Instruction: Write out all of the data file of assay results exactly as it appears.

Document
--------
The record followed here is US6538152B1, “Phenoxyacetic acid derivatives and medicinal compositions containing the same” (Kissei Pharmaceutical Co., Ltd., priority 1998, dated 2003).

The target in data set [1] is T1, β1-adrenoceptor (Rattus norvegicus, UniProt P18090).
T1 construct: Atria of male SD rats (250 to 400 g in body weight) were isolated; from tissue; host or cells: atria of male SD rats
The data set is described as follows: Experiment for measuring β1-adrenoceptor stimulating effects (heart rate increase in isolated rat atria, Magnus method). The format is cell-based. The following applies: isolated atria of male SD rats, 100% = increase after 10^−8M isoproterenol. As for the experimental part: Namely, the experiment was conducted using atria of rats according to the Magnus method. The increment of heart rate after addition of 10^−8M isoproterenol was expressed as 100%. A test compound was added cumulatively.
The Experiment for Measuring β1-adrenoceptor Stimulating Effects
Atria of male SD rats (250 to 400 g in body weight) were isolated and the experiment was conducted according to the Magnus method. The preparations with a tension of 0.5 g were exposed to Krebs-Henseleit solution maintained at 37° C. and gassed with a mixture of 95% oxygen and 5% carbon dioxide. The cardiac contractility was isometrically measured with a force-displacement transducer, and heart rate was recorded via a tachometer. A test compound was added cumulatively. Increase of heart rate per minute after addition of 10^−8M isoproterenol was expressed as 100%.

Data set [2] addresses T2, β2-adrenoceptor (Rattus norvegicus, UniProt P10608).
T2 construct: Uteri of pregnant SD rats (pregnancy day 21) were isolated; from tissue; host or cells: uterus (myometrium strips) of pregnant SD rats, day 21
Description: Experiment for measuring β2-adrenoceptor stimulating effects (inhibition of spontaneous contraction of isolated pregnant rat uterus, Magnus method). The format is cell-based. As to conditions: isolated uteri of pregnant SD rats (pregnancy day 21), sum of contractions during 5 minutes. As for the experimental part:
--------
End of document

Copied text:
The record followed here is US6538152B1, “Phenoxyacetic acid derivatives and medicinal compositions containing the same” (Kissei Pharmaceutical Co., Ltd., priority 1998, dated 2003).

The target in data set [1] is T1, β1-adrenoceptor (Rattus norvegicus, UniProt P18090).
T1 construct: Atria of male SD rats (250 to 400 g in body weight) were isolated; from tissue; host or cells: atria of male SD rats
The data set is described as follows: Experiment for measuring β1-adrenoceptor stimulating effects (heart rate increase in isolated rat atria, Magnus method). The format is cell-based. The following applies: isolated atria of male SD rats, 100% = increase after 10^−8M isoproterenol. As for the experimental part: Namely, the experiment was conducted using atria of rats according to the Magnus method. The increment of heart rate after addition of 10^−8M isoproterenol was expressed as 100%. A test compound was added cumulatively.
The Experiment for Measuring β1-adrenoceptor Stimulating Effects
Atria of male SD rats (250 to 400 g in body weight) were isolated and the experiment was conducted according to the Magnus method. The preparations with a tension of 0.5 g were exposed to Krebs-Henseleit solution maintained at 37° C. and gassed with a mixture of 95% oxygen and 5% carbon dioxide. The cardiac contractility was isometrically measured with a force-displacement transducer, and heart rate was recorded via a tachometer. A test compound was added cumulatively. Increase of heart rate per minute after addition of 10^−8M isoproterenol was expressed as 100%.

Data set [2] addresses T2, β2-adrenoceptor (Rattus norvegicus, UniProt P10608).
T2 construct: Uteri of pregnant SD rats (pregnancy day 21) were isolated; from tissue; host or cells: uterus (myometrium strips) of pregnant SD rats, day 21
Description: Experiment for measuring β2-adrenoceptor stimulating effects (inhibition of spontaneous contraction of isolated pregnant rat uterus, Magnus method). The format is cell-based. As to conditions: isolated uteri of pregnant SD rats (pregnancy day 21), sum of contractions during 5 minutes. As for the experimental part: